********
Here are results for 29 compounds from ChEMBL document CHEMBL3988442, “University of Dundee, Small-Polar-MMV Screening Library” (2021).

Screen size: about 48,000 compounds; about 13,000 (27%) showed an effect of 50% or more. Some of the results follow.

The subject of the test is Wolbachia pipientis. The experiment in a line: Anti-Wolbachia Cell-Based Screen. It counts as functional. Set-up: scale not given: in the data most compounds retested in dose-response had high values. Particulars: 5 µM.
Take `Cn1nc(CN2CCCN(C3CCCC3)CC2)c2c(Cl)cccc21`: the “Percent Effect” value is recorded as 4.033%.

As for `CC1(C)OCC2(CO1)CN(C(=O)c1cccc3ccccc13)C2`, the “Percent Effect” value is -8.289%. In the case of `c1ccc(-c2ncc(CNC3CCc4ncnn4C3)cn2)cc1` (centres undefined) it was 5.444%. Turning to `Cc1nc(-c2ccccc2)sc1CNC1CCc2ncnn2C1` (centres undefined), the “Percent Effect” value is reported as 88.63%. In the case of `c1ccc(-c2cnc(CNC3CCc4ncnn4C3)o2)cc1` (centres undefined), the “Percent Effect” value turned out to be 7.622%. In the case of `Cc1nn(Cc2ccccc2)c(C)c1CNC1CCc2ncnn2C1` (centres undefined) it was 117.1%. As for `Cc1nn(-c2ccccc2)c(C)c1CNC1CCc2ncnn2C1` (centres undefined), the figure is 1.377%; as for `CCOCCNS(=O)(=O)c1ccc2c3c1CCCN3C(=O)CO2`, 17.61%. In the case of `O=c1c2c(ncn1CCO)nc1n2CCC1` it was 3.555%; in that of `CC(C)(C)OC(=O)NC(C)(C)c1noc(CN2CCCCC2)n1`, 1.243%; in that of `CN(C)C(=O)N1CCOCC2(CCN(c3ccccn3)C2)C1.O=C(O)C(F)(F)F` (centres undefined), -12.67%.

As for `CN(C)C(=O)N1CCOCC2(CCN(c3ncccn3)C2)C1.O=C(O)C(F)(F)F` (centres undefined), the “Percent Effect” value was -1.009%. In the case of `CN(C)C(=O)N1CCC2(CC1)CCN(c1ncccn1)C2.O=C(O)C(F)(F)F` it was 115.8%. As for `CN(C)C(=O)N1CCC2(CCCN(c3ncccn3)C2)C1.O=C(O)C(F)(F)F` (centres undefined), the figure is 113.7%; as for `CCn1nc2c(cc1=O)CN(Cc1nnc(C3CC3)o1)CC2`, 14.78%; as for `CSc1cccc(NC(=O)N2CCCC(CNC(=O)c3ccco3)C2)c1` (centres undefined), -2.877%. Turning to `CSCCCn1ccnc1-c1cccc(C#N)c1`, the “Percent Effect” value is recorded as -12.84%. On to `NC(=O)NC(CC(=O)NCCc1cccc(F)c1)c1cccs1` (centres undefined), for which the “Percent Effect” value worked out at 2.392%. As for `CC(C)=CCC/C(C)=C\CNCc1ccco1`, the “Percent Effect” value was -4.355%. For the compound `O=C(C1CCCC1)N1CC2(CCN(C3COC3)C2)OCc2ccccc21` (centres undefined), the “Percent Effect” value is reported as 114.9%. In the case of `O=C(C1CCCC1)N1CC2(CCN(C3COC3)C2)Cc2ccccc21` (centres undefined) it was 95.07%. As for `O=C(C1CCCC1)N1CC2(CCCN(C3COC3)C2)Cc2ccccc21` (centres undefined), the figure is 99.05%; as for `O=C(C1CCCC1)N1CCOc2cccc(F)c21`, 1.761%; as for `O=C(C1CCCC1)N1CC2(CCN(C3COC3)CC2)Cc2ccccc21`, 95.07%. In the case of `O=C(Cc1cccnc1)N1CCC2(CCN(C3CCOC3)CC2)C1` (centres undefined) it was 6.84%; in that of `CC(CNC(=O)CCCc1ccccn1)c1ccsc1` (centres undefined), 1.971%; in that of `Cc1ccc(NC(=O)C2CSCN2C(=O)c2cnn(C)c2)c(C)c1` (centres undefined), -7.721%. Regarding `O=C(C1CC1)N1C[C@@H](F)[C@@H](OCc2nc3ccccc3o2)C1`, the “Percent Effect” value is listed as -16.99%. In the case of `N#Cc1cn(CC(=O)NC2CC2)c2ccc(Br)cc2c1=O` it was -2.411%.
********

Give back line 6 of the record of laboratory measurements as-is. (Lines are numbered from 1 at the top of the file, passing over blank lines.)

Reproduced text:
As for `CN(C)C(=O)N1CCOCC2(CCN(c3ncccn3)C2)C1.O=C(O)C(F)(F)F` (centres undefined), the “Percent Effect” value was -1.009%. In the case of `CN(C)C(=O)N1CCC2(CC1)CCN(c1ncccn1)C2.O=C(O)C(F)(F)F` it was 115.8%. As for `CN(C)C(=O)N1CCC2(CCCN(c3ncccn3)C2)C1.O=C(O)C(F)(F)F` (centres undefined), the figure is 113.7%; as for `CCn1nc2c(cc1=O)CN(Cc1nnc(C3CC3)o1)CC2`, 14.78%; as for `CSc1cccc(NC(=O)N2CCCC(CNC(=O)c3ccco3)C2)c1` (centres undefined), -2.877%. Turning to `CSCCCn1ccnc1-c1cccc(C#N)c1`, the “Percent Effect” value is recorded as -12.84%. On to `NC(=O)NC(CC(=O)NCCc1cccc(F)c1)c1cccs1` (centres undefined), for which the “Percent Effect” value worked out at 2.392%. As for `CC(C)=CCC/C(C)=C\CNCc1ccco1`, the “Percent Effect” value was -4.355%. For the compound `O=C(C1CCCC1)N1CC2(CCN(C3COC3)C2)OCc2ccccc21` (centres undefined), the “Percent Effect” value is reported as 114.9%. In the case of `O=C(C1CCCC1)N1CC2(CCN(C3COC3)C2)Cc2ccccc21` (centres undefined) it was 95.07%. As for `O=C(C1CCCC1)N1CC2(CCCN(C3COC3)C2)Cc2ccccc21` (centres undefined), the figure is 99.05%; as for `O=C(C1CCCC1)N1CCOc2cccc(F)c21`, 1.761%; as for `O=C(C1CCCC1)N1CC2(CCN(C3COC3)CC2)Cc2ccccc21`, 95.07%. In the case of `O=C(Cc1cccnc1)N1CCC2(CCN(C3CCOC3)CC2)C1` (centres undefined) it was 6.84%; in that of `CC(CNC(=O)CCCc1ccccn1)c1ccsc1` (centres undefined), 1.971%; in that of `Cc1ccc(NC(=O)C2CSCN2C(=O)c2cnn(C)c2)c(C)c1` (centres undefined), -7.721%. Regarding `O=C(C1CC1)N1C[C@@H](F)[C@@H](OCc2nc3ccccc3o2)C1`, the “Percent Effect” value is listed as -16.99%. In the case of `N#Cc1cn(CC(=O)NC2CC2)c2ccc(Br)cc2c1=O` it was -2.411%.